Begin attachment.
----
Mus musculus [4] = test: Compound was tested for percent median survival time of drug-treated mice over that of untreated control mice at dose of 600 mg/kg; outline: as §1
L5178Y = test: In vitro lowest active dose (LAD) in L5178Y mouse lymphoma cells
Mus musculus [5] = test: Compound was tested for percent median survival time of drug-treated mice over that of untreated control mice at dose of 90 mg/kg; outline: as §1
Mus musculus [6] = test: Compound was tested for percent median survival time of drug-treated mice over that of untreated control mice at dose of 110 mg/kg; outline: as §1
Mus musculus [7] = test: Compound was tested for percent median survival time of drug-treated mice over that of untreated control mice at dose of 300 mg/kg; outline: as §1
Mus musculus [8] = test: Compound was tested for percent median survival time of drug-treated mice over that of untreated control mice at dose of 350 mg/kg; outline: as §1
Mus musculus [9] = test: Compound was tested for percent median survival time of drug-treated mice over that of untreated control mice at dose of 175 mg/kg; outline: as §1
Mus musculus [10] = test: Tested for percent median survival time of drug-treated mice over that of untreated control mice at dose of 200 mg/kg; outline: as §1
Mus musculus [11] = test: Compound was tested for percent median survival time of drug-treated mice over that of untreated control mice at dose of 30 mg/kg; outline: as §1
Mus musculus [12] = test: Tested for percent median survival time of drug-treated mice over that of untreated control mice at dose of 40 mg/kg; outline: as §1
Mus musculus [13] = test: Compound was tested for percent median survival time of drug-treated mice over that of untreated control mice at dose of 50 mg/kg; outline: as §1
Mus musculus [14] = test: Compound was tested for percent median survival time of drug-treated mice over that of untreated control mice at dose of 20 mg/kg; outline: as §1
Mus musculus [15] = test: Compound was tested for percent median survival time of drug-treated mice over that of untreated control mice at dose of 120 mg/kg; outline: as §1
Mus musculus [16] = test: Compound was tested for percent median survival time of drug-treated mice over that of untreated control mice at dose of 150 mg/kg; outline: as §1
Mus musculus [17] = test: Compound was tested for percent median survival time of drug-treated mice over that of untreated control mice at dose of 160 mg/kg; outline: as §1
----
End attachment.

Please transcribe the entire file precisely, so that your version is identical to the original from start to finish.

Mus musculus [4] = test: Compound was tested for percent median survival time of drug-treated mice over that of untreated control mice at dose of 600 mg/kg; outline: as §1
L5178Y = test: In vitro lowest active dose (LAD) in L5178Y mouse lymphoma cells
Mus musculus [5] = test: Compound was tested for percent median survival time of drug-treated mice over that of untreated control mice at dose of 90 mg/kg; outline: as §1
Mus musculus [6] = test: Compound was tested for percent median survival time of drug-treated mice over that of untreated control mice at dose of 110 mg/kg; outline: as §1
Mus musculus [7] = test: Compound was tested for percent median survival time of drug-treated mice over that of untreated control mice at dose of 300 mg/kg; outline: as §1
Mus musculus [8] = test: Compound was tested for percent median survival time of drug-treated mice over that of untreated control mice at dose of 350 mg/kg; outline: as §1
Mus musculus [9] = test: Compound was tested for percent median survival time of drug-treated mice over that of untreated control mice at dose of 175 mg/kg; outline: as §1
Mus musculus [10] = test: Tested for percent median survival time of drug-treated mice over that of untreated control mice at dose of 200 mg/kg; outline: as §1
Mus musculus [11] = test: Compound was tested for percent median survival time of drug-treated mice over that of untreated control mice at dose of 30 mg/kg; outline: as §1
Mus musculus [12] = test: Tested for percent median survival time of drug-treated mice over that of untreated control mice at dose of 40 mg/kg; outline: as §1
Mus musculus [13] = test: Compound was tested for percent median survival time of drug-treated mice over that of untreated control mice at dose of 50 mg/kg; outline: as §1
Mus musculus [14] = test: Compound was tested for percent median survival time of drug-treated mice over that of untreated control mice at dose of 20 mg/kg; outline: as §1
Mus musculus [15] = test: Compound was tested for percent median survival time of drug-treated mice over that of untreated control mice at dose of 120 mg/kg; outline: as §1
Mus musculus [16] = test: Compound was tested for percent median survival time of drug-treated mice over that of untreated control mice at dose of 150 mg/kg; outline: as §1
Mus musculus [17] = test: Compound was tested for percent median survival time of drug-treated mice over that of untreated control mice at dose of 160 mg/kg; outline: as §1